Faced with harsh criticism from the Catholic Church and international rights organizations, Venezuelan President Nicolás Maduro announced Thursday the creation of a special human rights panel that will look into charges of abuse against opposition groups.
Maduro’s decision comes one day after Catholic Church leaders warned that the government was fomenting repression by cracking down on demonstrators who have taken to the streets over the past two months to protest the country’s spiraling economy, soaring crime rates, and food shortages.
Taking a different stance than his predecessor, the late Hugo Chávez, who would often insult Catholic bishops and ignore their recommendations, Maduro said he is willing to act on the concerns expressed on Wednesday by the religious leaders.
He said that a mission from the Union of South American Nations (Unasur) made up of foreign ministers who traveled to Caracas last week had made a recommendation that a rights commission be empaneled.
Maduro said he is willing to act on the concerns expressed on Wednesday by the religious leaders
During a three-hour televised address, Maduro explained that Vice President Jorge Arreza will preside over the commission, which will include the defense and interior ministers and the heads of civic organizations. In all 15 people will be appointed to the panel, which will be advised “by a group of experts” from Unasur, he said.
Concerns about the growing number of complaints of torture and abuses by law enforcement authorities compelled the Attorney General’s Office to open up at least 81 investigations, most of them into allegations that anti-riot police officers have attacked protestors and students during the demonstrations.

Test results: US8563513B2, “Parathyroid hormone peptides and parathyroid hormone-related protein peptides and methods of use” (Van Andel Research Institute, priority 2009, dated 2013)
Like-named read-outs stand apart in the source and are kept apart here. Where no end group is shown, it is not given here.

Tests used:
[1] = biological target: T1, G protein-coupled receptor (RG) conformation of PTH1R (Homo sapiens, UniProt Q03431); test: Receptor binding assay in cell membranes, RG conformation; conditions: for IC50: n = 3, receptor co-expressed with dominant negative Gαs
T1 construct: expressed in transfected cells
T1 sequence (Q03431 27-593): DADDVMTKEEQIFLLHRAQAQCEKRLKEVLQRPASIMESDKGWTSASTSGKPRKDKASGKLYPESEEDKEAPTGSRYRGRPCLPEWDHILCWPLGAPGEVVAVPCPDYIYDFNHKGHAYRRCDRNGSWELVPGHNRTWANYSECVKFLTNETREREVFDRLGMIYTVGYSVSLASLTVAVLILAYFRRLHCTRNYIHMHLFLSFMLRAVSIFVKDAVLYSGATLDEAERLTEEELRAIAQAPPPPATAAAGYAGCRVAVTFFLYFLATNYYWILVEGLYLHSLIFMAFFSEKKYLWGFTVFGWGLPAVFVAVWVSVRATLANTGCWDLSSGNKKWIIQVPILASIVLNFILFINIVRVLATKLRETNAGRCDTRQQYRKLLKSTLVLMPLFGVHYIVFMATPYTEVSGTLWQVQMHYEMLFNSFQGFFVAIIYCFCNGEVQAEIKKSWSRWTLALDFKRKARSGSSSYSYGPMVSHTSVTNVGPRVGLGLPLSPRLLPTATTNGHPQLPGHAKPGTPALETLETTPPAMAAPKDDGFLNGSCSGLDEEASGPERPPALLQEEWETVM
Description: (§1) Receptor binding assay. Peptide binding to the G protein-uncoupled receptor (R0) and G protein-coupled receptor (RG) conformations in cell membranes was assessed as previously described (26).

At least 39 people have died in the unrest since the nationwide protests began on February 12; some 600 others have reportedly been injured and police have made more than 1,200 arrests.
For now, there are no signs of the unrest subsiding. On Thursday, a large group of students was prevented from marching from Central University (UCV) in the heart of Caracas to the headquarters of the state-owned petroleum firm, Petroleos de Venezuela (Pdvsa), in the eastern part of the city. The students were demanding that Pdvsa President Jorge Rodríguez help resolve the shortage problems and economic crisis.
Students demanded that Pdvsa President Jorge Rodríguez help resolve the shortage problems
Venezuela relies heavily on its petroleum exports for financing.
Police held back the students by firing tear gas canisters and water hoses. Rubber bullets were also used against the demonstrators.
At the same time, armed citizens groups, which support the Maduro government, also attacked the students from inside the UCV campus. At least six journalists were also beaten by the vigilante groups.
On Friday, the protests continued with a march organized in La Boyera, an affluent district in southeast Caracas, and a rally held in Brión square to demand the release of opposition leader Leopoldo López, who has been in military custody since his arrest on February 18.